Description of Workout Formats Training programs feature workouts of various types in different categories often referred to as “training bands”. Different training bands include workouts of different lengths and intensities, designed to target specific physiological adaptations. It is beyond the scope of this introduction to discuss the physiological aspects of training, but a description of three basic training bands to help prepare you for the PST is provided below. In general, weekly training sessions should be a mix of longer workouts at lower intensities and shorter workouts at higher intensities, including interval sessions. To determine the appropriate intensity for interval sessions, it will be necessary to do timed performances of the PST 1.5-mile run and 500-yard swim. LSD = Long Slow Distance (a.k.a. “Steady State”). The intensity of LSD work is low to moderate. The pace should feel relatively easy and relaxed. These workouts build endurance and provide relative recovery between more intense sessions. A general method to determine the appropriate intensity is to use the “Talk Test”. You should be able to talk comfortably in short sentences/phrases while training. If you gasp and wheeze between every syllable, slow down. If you can speak long sentences without struggling for air, pick up the pace. The overall focus should be on duration more than intensity. A person with exceptional fitness might perform 40-90 minutes of continuous movement in one session. A practical goal for a BUD/S candidate is to build up to being able to comfortably run 5-6 miles or swim 1-1 ¼ miles without stopping. CHI = Continuous High Intensity (a.k.a. “Anaerobic Threshold”). These sessions typically involve moving for 15-20 minutes without stopping, at a pace approximately 90-95% of the maximal pace you could hold for that duration. The workout should be very demanding but not totally exhausting. On a scale of 1-10, with 10 being the greatest effort possible, the workout should feel like 8-9. With low fitness, one repetition of 1520 minutes is sufficient, but as fitness improves 2-3 repetitions may be required. When performing more than one repetition, allow sufficient recovery between repetitions so you can maintain the desired intensity of 90-95% of maximal pace. Some will be able to recover more quickly than others, so there is no set time period, but a reasonable recovery period is approximately half of the work time. During this time, keep moving at a low intensity (slow jog, brisk walk, or paddle). Do not stop moving completely. INT = Interval (alternate short, intense work intervals with periods of recovery). The format consists of running ¼-mile intervals or swimming 100-yard intervals, allowing a recovery period of 2-2 ½ times the amount of time it takes to perform the work interval (1:2-2.5 work:recovery ratio). Your intensity or pace should be slightly faster than the pace of your most recent 1.5-mile run or 500-yard swim. For example, if you recently completed a 1.5-mile run in 10:30, the base pace per ¼ mile was 1:45. The interval training pace for ¼-mile repeats should be roughly 4 seconds faster than the base pace. Using this example you would attempt to run each ¼-mile repeat in an average time of approximately 1:41. For swimming, your interval pace should be roughly 2 seconds faster than your base pace per 100 yards for a timed 500-yard swim. For example, if you completed a 500-yard swim in 10:30, the average pace per 100 yards was 2:06, and your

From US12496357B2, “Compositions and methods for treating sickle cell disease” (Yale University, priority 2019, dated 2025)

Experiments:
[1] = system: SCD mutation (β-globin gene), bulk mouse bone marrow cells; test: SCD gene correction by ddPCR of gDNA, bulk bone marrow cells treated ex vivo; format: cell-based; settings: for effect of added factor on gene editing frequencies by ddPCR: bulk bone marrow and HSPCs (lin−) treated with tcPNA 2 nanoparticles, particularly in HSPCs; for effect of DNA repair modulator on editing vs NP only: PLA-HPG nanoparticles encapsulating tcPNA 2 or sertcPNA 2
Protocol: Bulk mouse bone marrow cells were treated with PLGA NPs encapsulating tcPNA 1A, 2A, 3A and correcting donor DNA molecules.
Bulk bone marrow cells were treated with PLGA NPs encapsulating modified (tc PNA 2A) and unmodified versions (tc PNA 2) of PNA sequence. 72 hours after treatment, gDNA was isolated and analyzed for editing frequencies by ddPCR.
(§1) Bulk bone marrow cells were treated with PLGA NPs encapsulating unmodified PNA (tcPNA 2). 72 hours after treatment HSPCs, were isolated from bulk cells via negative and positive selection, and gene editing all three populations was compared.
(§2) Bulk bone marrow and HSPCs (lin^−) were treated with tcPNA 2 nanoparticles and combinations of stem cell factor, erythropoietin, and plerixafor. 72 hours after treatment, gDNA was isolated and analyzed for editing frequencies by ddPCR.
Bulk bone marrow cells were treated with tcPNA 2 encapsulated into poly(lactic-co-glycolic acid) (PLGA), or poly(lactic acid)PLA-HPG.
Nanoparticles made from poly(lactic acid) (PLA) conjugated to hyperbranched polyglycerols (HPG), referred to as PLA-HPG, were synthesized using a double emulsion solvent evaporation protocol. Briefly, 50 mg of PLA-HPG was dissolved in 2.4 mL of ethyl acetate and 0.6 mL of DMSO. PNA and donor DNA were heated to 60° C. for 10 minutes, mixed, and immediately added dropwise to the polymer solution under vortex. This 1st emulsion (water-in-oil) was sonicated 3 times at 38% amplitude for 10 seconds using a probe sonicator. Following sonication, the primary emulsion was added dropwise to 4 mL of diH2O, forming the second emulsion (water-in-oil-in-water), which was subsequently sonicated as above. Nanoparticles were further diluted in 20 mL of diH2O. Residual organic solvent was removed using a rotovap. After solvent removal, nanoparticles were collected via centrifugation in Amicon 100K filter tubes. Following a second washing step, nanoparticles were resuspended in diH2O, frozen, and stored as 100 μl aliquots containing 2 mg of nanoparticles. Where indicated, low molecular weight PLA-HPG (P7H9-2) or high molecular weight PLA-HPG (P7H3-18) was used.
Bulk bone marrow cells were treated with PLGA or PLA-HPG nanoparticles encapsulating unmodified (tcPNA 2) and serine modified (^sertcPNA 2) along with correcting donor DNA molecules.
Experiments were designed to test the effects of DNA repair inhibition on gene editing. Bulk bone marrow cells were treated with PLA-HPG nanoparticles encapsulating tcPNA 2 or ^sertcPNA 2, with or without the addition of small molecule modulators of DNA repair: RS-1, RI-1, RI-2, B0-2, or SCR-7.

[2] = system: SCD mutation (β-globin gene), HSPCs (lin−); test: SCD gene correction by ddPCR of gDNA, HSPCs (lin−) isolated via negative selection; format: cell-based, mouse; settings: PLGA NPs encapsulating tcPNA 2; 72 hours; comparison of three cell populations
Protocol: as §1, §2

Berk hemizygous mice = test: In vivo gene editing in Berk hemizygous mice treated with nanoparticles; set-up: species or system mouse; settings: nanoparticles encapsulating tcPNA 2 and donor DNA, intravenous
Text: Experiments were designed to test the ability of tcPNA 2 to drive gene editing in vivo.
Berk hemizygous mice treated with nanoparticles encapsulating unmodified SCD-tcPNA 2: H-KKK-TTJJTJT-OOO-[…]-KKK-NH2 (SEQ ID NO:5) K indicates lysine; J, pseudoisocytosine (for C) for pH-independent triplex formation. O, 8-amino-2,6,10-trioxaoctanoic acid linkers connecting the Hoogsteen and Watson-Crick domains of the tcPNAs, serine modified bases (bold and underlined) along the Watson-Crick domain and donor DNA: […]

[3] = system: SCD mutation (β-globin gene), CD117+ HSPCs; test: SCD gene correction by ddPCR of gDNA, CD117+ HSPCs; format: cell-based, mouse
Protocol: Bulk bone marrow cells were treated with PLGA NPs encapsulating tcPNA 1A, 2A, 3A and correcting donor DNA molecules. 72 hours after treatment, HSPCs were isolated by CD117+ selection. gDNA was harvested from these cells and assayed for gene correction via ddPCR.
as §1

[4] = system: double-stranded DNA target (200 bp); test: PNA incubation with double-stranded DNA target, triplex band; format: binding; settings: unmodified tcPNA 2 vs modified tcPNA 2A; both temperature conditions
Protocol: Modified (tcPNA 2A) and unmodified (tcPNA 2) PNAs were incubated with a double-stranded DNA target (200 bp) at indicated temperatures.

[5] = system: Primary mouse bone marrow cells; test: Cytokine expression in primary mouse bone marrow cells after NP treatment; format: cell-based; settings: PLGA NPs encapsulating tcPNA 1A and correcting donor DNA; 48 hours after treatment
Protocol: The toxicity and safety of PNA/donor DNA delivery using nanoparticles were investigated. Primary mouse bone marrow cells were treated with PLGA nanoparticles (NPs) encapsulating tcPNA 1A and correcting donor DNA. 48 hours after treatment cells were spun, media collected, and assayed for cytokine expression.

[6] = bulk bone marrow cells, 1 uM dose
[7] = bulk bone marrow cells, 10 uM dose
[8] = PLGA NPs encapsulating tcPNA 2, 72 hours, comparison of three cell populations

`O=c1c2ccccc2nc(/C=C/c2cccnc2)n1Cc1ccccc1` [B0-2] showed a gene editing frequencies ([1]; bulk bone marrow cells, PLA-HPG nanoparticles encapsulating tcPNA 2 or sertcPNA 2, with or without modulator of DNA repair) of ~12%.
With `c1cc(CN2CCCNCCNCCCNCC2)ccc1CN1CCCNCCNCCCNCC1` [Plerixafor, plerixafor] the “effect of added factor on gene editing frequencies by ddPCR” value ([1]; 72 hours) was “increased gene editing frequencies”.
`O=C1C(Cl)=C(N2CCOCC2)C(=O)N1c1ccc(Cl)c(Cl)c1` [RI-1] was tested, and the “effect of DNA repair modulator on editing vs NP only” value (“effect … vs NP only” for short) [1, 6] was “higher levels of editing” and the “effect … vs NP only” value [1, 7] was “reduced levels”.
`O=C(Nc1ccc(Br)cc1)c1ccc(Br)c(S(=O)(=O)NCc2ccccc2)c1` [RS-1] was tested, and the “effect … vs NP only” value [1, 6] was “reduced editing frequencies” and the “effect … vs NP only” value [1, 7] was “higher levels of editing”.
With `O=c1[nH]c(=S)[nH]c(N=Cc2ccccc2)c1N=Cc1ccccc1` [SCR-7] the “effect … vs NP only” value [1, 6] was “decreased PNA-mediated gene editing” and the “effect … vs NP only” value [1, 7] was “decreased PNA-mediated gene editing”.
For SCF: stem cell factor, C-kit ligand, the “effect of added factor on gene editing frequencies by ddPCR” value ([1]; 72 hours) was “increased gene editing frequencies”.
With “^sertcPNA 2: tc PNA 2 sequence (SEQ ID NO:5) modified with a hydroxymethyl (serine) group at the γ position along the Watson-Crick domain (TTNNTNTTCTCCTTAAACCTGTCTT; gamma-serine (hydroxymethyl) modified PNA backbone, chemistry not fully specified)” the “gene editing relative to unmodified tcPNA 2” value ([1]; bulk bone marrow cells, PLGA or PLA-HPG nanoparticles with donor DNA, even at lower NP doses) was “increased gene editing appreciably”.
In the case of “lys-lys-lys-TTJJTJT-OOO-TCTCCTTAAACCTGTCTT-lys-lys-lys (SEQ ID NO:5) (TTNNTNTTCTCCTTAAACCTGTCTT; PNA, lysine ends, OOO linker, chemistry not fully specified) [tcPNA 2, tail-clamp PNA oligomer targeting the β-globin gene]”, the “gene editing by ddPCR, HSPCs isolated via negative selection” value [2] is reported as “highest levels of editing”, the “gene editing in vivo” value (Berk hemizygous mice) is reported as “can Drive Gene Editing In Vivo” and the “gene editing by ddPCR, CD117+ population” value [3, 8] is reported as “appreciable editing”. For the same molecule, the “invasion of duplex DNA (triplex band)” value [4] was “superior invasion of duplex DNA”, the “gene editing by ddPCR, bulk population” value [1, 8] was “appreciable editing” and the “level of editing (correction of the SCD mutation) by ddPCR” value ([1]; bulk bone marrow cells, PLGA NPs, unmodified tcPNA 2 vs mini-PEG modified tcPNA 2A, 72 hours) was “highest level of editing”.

3